cabbage

Every once in awhile someone sends us a remedy that is so unusual that it stops us cold. Such was the case when Ken D. contacted us about his dietary solution to a very serious condition called hemochromatosis. In this genetic disorder, iron accumulates in the body and can cause serious damage to the liver, heart, pancreas and joints. People can develop cirrhosis, diabetes, heart enlargement and arthritis. The usual treatment for this condition is regular removal of blood. The reference to a barber’s pole below refers to the historical function of barbers as professionals who did surgery and bloodletting.


“Hemochromatosis runs in my family. We all find it incredibly amusing that the single best known treatment “modern” medicine has to offer is bloodletting.
“When headed to the lab for a phlebotomy session, I would always get a chuckle when the mental image of a barber’s pole popped into my head. I mentioned my condition to a chemist friend of mine, and he told me I should eat cabbage. Huh?
“His explanation was simple: it would help to chelate the iron in my tissues. The long and short of it is that my ferritin levels dropped so significantly once I took his advice that my primary care physician ordered a second test to confirm the results, thinking it must have been a lab error. By the time those numbers came back, they had dropped even more.
“I can’t say it will do the same for anyone else, but if you are willing to swap cole slaw for fries at lunch for a few months (which was all I did) they can find out for themselves.
“Wild, right?”
Ken D.


We checked the medical literature to see whether this connection between cabbage and iron levels in the blood had been documented. We could find no research. We welcome others to try this experiment and let us know how it works.
Joe & Terry
The People’s Pharmacy

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  1. Just Wondering
    Reply

    I recently had a blood panel done and my Ferritin Serum level was 199. It says it should be 15>150. Is my level considered to be something to be concerned about? I’m starting the cabbage diet so to speak. Thanks for any input.

  2. mary wier
    chattanooga tennessee
    Reply

    Dear PP Here is additional research I found that was not referenced but I did find that many are copper deficient and the copper ion is necessary to hold onto the iron to move it at the molecular level, copper is high in shellfish but we very seldom get to eat them, I got the Solaray copper 2 mg and use sunflower seeds and peanuts.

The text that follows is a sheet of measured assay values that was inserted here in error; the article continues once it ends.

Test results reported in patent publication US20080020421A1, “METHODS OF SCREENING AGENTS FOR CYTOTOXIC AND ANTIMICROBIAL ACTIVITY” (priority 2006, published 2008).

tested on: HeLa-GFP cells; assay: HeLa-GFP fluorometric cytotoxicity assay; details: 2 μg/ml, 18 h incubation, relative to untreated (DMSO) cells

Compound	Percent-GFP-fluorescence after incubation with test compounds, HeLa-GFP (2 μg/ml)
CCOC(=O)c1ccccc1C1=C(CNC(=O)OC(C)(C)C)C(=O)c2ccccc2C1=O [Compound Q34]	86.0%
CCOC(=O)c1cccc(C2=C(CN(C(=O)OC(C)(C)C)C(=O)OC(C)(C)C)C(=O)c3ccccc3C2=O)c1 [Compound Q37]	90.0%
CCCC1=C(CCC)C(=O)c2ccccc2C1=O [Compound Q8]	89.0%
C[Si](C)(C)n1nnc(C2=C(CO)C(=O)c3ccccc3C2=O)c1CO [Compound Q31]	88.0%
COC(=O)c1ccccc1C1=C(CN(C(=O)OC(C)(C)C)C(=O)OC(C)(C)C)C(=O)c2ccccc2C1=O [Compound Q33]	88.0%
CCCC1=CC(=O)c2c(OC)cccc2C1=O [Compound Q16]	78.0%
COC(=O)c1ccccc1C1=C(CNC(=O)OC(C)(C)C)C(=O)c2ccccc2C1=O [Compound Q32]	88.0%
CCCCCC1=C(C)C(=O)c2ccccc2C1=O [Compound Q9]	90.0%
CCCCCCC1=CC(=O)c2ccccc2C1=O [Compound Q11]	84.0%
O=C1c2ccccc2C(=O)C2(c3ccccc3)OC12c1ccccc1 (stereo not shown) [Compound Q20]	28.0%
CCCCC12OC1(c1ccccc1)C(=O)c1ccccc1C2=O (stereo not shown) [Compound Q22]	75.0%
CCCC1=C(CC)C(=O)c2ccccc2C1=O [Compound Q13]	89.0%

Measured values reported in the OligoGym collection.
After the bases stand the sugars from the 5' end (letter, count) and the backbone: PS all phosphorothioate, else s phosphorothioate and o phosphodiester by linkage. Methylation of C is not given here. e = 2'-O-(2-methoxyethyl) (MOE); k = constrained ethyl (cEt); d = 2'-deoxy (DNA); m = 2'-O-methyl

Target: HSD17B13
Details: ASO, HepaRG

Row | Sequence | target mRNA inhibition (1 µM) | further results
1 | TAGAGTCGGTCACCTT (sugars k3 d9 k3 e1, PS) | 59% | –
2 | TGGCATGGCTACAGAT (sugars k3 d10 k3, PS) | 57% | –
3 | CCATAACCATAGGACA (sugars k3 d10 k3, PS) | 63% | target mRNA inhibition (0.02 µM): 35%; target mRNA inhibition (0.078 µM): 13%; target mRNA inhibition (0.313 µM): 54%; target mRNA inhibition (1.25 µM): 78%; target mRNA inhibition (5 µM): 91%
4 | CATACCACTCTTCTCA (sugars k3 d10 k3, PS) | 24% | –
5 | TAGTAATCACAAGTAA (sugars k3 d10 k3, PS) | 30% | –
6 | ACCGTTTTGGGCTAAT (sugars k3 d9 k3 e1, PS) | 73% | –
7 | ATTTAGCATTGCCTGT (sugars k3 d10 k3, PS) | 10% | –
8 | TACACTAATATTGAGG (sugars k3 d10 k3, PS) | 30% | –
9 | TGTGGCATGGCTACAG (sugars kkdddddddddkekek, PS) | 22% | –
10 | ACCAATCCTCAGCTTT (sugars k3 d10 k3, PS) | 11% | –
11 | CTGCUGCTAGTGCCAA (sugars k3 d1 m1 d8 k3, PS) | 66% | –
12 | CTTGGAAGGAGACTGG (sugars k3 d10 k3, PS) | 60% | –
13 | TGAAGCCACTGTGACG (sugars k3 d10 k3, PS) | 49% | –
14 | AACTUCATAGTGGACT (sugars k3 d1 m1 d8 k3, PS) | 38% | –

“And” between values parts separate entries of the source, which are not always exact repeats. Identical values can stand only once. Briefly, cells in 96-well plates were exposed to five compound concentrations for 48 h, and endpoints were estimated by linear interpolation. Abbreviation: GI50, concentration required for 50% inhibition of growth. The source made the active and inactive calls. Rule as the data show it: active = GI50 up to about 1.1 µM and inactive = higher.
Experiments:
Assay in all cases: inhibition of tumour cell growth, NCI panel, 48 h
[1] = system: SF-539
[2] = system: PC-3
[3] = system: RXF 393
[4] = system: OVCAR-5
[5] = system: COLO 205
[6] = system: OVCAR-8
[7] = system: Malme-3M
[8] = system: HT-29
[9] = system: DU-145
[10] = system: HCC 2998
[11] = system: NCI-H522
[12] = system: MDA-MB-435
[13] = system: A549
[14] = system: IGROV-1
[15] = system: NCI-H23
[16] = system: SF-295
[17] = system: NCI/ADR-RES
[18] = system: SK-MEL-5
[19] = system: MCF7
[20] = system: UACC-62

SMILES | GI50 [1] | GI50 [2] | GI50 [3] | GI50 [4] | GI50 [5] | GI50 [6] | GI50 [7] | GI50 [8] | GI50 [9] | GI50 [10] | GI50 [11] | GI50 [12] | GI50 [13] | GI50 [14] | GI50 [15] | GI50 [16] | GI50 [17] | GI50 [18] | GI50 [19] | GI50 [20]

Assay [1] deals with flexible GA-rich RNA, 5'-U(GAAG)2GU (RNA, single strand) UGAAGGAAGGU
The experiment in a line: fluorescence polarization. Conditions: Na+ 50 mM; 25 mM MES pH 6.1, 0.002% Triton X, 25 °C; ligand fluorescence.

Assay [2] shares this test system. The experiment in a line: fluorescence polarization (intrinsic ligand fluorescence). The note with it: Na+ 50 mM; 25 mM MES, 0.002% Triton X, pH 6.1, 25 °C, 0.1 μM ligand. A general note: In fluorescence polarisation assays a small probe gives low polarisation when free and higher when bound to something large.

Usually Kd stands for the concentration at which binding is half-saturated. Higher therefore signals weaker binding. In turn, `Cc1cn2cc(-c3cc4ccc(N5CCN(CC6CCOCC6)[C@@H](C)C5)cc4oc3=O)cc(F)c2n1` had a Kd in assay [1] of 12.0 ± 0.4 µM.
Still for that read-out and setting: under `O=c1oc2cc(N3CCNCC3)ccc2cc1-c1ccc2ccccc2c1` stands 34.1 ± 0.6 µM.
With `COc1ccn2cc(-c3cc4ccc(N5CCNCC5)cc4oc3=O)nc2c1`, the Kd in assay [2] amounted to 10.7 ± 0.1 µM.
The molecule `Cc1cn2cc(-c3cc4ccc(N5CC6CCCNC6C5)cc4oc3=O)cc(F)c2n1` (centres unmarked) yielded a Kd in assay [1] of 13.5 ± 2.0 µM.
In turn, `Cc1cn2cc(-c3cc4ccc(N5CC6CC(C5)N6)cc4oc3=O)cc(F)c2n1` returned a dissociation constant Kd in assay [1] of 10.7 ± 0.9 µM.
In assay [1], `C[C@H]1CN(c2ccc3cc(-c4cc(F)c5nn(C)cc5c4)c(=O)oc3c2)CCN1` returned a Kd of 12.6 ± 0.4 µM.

3. mary w
    chattanooga tennessee
    Reply

    Dear PP, My husband with type 2 went gluten free and his ferritin tripled from the 20’s to almost 90, I felt this was not good as his glucose rose with it—he had been on iron supplement for 5 years for anemia and I am sure the iron pills raised the ferritin–15 years before this he had normal glucose by diet–He is Irish descent so he tested for the hemochromatosis gene HFE and it came back negative but the paper said there were other new mutations discovered that had no tests–I took him off the pills and his ferritin fell to 27.9 and he donated blood till it went to 16.

    The glucose has not lowered back where it was, I suspect maybe some iron in the pancreas or liver, but we have not gone to doctor, we did find a hematologist who has been tracking his iron panels and he has been avoiding iron foods, and then ferritin went to 10.9 now the new doctor wants him to go back on iron pills, we refused. I started him on 2mg. of copper 2 weeks ago and he is much better and we are eating coleslaw everyday, maybe too much but I am very grateful for the cabbage advice! His iron and % saturation and hemoglobin are normal, I wonder why the doctor wants him to go back on iron. We are allowing meat and liver back in. Does anyone think 10.9 ferritin is too low? Appreciate feedback . Thanks!

  4. Sara
    USA
    Reply

    For anyone who doesn’t have health insurance or can’t afford to see a doctor… one way to check for hemochromatosis and avoid the cost of a doctor visit/lab tests is to go to the local blood bank and donate blood. Just tell them you’re there to donate blood and you’d also like to know if your iron is too high. They have to check iron for everyone before the blood donation (can’t take blood from someone who is low on iron) so there is no extra work for them and they love/need blood so they’ll be grateful for your donation. They will check your iron, and you’ll donate blood (takes less than an hour for most people). Before you donate they’ll usually prick your finger or draw some blood from a vein and do a quick test which will show high/low iron and then you can act accordingly – if iron is low they won’t allow you to donate, if iron is high you’ll donate and then either go see a doctor or continue to donate and change your diet. This isn’t as good as a full work up by a physician but if you don’t have the money this is better than nothing.

    Also, if you do have high iron or suspect you might, but can’t afford treatment….treatment is blood donation at frequent intervals *but* you have to pay for the blood donation and the blood bank has to throw away the blood…no one wins *but* if your iron is dangerously high you need to pay for the donations and get it down quickly. However, if you have high iron that isn’t crazy high just go donate blood every 60 days and reduce dietary iron intake (decrease meat and increase eggs and green tea). Again, not as good a full medical work up but this is the “poor mans treatment” and it’ll be better than doing nothing…but if you can afford medical treatment you should not put your health at risk. Iron overload can do a lot of damage even before it kills.

    Hope this helps someone.

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